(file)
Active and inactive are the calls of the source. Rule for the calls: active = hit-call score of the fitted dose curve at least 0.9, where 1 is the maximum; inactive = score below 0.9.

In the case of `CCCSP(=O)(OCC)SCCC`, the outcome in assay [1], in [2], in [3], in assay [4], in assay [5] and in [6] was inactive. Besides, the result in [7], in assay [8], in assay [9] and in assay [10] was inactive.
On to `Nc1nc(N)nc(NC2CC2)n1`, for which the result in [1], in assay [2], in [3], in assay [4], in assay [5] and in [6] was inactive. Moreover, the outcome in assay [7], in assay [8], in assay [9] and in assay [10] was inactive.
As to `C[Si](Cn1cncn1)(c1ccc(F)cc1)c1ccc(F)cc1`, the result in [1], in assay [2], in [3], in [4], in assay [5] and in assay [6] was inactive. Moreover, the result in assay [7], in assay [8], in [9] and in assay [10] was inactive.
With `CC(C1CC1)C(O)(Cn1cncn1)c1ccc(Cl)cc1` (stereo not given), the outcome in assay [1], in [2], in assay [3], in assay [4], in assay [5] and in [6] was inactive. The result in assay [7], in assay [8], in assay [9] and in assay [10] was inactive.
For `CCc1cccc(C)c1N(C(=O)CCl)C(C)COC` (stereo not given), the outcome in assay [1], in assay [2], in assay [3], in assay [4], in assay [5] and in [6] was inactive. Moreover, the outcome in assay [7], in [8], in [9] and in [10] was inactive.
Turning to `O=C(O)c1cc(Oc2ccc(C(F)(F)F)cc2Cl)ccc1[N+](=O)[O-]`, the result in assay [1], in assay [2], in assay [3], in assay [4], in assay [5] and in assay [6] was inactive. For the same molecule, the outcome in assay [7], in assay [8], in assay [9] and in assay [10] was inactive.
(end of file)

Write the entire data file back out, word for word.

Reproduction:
Active and inactive are the calls of the source. Rule for the calls: active = hit-call score of the fitted dose curve at least 0.9, where 1 is the maximum; inactive = score below 0.9.

In the case of `CCCSP(=O)(OCC)SCCC`, the outcome in assay [1], in [2], in [3], in assay [4], in assay [5] and in [6] was inactive. Besides, the result in [7], in assay [8], in assay [9] and in assay [10] was inactive.
On to `Nc1nc(N)nc(NC2CC2)n1`, for which the result in [1], in assay [2], in [3], in assay [4], in assay [5] and in [6] was inactive. Moreover, the outcome in assay [7], in assay [8], in assay [9] and in assay [10] was inactive.
As to `C[Si](Cn1cncn1)(c1ccc(F)cc1)c1ccc(F)cc1`, the result in [1], in assay [2], in [3], in [4], in assay [5] and in assay [6] was inactive. Moreover, the result in assay [7], in assay [8], in [9] and in assay [10] was inactive.
With `CC(C1CC1)C(O)(Cn1cncn1)c1ccc(Cl)cc1` (stereo not given), the outcome in assay [1], in [2], in assay [3], in assay [4], in assay [5] and in [6] was inactive. The result in assay [7], in assay [8], in assay [9] and in assay [10] was inactive.
For `CCc1cccc(C)c1N(C(=O)CCl)C(C)COC` (stereo not given), the outcome in assay [1], in assay [2], in assay [3], in assay [4], in assay [5] and in [6] was inactive. Moreover, the outcome in assay [7], in [8], in [9] and in [10] was inactive.
Turning to `O=C(O)c1cc(Oc2ccc(C(F)(F)F)cc2Cl)ccc1[N+](=O)[O-]`, the result in assay [1], in assay [2], in assay [3], in assay [4], in assay [5] and in assay [6] was inactive. For the same molecule, the outcome in assay [7], in assay [8], in assay [9] and in assay [10] was inactive.